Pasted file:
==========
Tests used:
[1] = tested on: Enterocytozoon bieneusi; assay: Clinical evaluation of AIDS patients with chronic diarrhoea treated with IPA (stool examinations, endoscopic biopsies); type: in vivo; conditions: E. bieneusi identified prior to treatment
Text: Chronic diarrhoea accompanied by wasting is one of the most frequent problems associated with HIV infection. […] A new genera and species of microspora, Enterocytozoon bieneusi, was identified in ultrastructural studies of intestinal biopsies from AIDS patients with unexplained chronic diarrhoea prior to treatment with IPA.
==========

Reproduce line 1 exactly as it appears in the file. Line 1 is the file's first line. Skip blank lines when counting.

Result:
Tests used: